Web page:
Track By Tracks: PHARMACOSE - Ascension’s Constraint Pt 1 (2023)

1. Cleanse You:

This was the first song I wrote for the album. It was before I had the idea to pair the record with a book. It was around the time the COVID lockdowns started, and our lead guitarist and drummer had left the band. Also, Lu Rubino, our bassist and producer, was getting a lot of work, so I realized that if I wanted to keep going, I was going to have to assume the primary producer role. I wasn’t a stranger to production, but I wasn’t very good at it either. I remember sitting in my apartment at the time being disappointed about how everything had turned out. I was sort of by myself again. I was upset, and I just had a moment where I told myself that if I had to do it on my own, then so be it. I was going get good at production and mixing. This song was the result of my trying to find a new sound that involved mixing synths with heavy guitars. I’m not exaggerating when I say I re-recorded the song a dozen times. It was all part of the learning experience. The song itself is about the hypocrisy of corporations. They jump through hoops to appear as though they care about us and our well-being, and they spend a lot of money on PR to try to drive that point. In the end, though, it’s all lip service. All they care about is profit, and they don’t care who or what they have to sacrifice to get it, since “it’s just business.”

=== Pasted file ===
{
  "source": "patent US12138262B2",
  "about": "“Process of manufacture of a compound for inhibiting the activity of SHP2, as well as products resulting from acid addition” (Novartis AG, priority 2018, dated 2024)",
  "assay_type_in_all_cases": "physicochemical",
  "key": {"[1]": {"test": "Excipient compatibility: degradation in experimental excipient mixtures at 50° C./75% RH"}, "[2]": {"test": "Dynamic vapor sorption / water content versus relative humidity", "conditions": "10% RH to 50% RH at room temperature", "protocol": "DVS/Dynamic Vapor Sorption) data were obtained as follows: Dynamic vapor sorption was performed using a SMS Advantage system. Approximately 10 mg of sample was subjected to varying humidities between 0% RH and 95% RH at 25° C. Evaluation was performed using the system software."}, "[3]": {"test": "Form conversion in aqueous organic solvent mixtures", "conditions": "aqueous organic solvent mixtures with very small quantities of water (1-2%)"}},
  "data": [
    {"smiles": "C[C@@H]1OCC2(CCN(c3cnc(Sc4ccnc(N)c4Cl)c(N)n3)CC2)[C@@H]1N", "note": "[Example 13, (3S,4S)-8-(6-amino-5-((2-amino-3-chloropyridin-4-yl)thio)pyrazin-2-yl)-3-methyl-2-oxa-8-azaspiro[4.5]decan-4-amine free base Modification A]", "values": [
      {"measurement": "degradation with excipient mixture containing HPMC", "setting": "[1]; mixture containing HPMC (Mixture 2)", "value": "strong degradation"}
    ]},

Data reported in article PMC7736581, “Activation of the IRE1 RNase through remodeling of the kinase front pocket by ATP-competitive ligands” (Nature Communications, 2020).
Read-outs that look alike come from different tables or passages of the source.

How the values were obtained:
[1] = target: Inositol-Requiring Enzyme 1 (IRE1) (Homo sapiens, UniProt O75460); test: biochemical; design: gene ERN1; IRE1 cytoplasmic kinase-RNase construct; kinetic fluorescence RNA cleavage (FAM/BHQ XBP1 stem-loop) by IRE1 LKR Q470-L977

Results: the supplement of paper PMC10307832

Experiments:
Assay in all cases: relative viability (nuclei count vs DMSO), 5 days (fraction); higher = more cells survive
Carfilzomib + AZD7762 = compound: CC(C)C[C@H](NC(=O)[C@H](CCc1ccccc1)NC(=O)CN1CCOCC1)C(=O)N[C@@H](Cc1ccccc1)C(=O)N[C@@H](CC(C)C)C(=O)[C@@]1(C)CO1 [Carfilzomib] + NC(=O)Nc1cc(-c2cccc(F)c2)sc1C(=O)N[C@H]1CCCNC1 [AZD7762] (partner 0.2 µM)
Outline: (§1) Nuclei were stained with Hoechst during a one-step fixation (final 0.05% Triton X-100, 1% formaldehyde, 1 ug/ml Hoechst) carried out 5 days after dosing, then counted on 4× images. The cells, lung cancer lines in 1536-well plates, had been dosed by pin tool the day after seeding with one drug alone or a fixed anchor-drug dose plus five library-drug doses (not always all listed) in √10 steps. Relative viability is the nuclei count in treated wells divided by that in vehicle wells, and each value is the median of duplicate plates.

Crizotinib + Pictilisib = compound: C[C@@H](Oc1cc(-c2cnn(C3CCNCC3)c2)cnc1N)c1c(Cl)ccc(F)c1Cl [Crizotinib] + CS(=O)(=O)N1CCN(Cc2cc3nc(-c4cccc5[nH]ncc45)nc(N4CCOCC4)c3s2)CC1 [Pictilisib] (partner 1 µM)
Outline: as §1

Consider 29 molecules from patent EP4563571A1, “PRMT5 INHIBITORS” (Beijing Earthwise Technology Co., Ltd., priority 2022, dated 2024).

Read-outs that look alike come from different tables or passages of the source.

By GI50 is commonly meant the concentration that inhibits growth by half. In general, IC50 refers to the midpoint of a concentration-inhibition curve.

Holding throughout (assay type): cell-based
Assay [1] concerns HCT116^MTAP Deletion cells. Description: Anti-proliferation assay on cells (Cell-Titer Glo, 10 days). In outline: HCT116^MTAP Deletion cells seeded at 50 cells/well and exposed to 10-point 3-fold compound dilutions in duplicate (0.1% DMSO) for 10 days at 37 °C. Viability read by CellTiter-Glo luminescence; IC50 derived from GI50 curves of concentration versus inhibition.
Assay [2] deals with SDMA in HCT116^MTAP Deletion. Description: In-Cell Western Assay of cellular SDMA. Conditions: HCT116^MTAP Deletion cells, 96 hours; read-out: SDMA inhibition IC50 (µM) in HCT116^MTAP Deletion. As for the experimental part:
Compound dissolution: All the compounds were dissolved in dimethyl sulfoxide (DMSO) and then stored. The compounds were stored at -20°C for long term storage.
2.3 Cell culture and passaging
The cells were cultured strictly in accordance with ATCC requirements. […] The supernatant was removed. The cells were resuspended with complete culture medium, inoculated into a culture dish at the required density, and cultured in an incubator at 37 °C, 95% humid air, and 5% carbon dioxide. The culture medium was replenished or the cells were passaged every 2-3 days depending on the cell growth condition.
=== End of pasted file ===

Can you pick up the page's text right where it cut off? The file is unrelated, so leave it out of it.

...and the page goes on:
2. If I Were Better:

This was the second song I wrote for the album. It’s about the dangers of placing our faith in others. We look to celebrities, politicians, and other public figures to lead us to salvation. They make promises and then let us down. We forgive them, and the cycle repeats. Each time we do, we lose a bit of faith in ourselves. So, the title of the song is a lament about that. The song was also another step towards finding a new sound. All the synths you hear were made on a euro rack.

3. Beyond The Singularity:

This was the last song I wrote for the record. I’ve talked before about my interest in consciousness, and this song is sort of a brainstorm on what consciousness is. There is evidence that consciousness could be received by the brain, rather than generated by it. If that’s the case, then where does it come from? For this song, I used soft synths, particularly Arturia’s MS-20 emulation. Hardware synths are expensive, so I’ve bought and sold a lot of them to try and see what I like the most. I was sort of between hardware synths when I wrote this, so I decided to give some soft synths a try. The MS-20 just sounded great to me. I ran a few parts through an amp emulation, and that was basically the song.

4. Could I Be Dreaming:

This is the fourth song I wrote for the album. It was back before I sold my eurorack, so that’s where the bass line came from. The other synth parts were done with an Elektron Digitone. The song itself is just about confusion. Sometimes I feel like we’re just lied to from dawn to dusk. Everyone wants something from us, and they’ll create whatever reality they have to in order to get it from you.

5. Unworthy:

This was the third song I wrote for the record. The synth parts were all done at various times over the course of a few years. This was by far the hardest song for me to do produce because it was just so involved. I think the parts that made it were mostly a Moog Matriarch, which I’ve also since sold. It was an awesome synth, but it was just so big. Desk space is a commodity in my studio. I’m very big on ergonomics, so something has to sound good and fit. I know, I’m picky. The song itself is about an evil boss talking down to one of his employees. It parallels a part in the book where the protagonist’s brother is verbally cut to shreds by his boss, Leopold Karpus, who also happens to be the book’s primary antagonist.